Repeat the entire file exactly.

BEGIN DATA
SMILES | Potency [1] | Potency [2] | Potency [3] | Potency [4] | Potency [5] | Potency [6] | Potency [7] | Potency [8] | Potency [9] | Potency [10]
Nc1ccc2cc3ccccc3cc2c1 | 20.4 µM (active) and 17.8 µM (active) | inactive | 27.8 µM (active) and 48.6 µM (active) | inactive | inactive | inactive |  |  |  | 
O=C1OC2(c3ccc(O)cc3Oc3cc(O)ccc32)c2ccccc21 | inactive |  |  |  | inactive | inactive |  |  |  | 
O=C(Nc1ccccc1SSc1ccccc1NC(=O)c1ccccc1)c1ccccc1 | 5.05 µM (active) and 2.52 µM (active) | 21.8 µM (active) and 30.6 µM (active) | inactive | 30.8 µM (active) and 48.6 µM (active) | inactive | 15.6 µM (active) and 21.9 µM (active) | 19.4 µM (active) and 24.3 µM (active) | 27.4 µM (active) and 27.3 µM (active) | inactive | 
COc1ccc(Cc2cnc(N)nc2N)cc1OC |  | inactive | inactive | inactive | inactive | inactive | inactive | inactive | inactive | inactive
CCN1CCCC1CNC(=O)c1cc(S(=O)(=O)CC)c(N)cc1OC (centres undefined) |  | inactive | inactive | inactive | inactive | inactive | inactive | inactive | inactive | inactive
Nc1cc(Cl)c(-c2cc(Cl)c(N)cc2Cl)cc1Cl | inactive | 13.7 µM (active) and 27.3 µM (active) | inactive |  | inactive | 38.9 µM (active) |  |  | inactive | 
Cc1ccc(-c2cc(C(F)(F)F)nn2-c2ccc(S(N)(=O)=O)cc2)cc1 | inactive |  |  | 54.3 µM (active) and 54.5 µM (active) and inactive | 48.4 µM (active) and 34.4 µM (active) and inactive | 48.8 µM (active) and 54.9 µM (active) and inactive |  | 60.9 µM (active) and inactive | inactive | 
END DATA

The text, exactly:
SMILES | Potency [1] | Potency [2] | Potency [3] | Potency [4] | Potency [5] | Potency [6] | Potency [7] | Potency [8] | Potency [9] | Potency [10]
Nc1ccc2cc3ccccc3cc2c1 | 20.4 µM (active) and 17.8 µM (active) | inactive | 27.8 µM (active) and 48.6 µM (active) | inactive | inactive | inactive |  |  |  | 
O=C1OC2(c3ccc(O)cc3Oc3cc(O)ccc32)c2ccccc21 | inactive |  |  |  | inactive | inactive |  |  |  | 
O=C(Nc1ccccc1SSc1ccccc1NC(=O)c1ccccc1)c1ccccc1 | 5.05 µM (active) and 2.52 µM (active) | 21.8 µM (active) and 30.6 µM (active) | inactive | 30.8 µM (active) and 48.6 µM (active) | inactive | 15.6 µM (active) and 21.9 µM (active) | 19.4 µM (active) and 24.3 µM (active) | 27.4 µM (active) and 27.3 µM (active) | inactive | 
COc1ccc(Cc2cnc(N)nc2N)cc1OC |  | inactive | inactive | inactive | inactive | inactive | inactive | inactive | inactive | inactive
CCN1CCCC1CNC(=O)c1cc(S(=O)(=O)CC)c(N)cc1OC (centres undefined) |  | inactive | inactive | inactive | inactive | inactive | inactive | inactive | inactive | inactive
Nc1cc(Cl)c(-c2cc(Cl)c(N)cc2Cl)cc1Cl | inactive | 13.7 µM (active) and 27.3 µM (active) | inactive |  | inactive | 38.9 µM (active) |  |  | inactive | 
Cc1ccc(-c2cc(C(F)(F)F)nn2-c2ccc(S(N)(=O)=O)cc2)cc1 | inactive |  |  | 54.3 µM (active) and 54.5 µM (active) and inactive | 48.4 µM (active) and 34.4 µM (active) and inactive | 48.8 µM (active) and 54.9 µM (active) and inactive |  | 60.9 µM (active) and inactive | inactive | 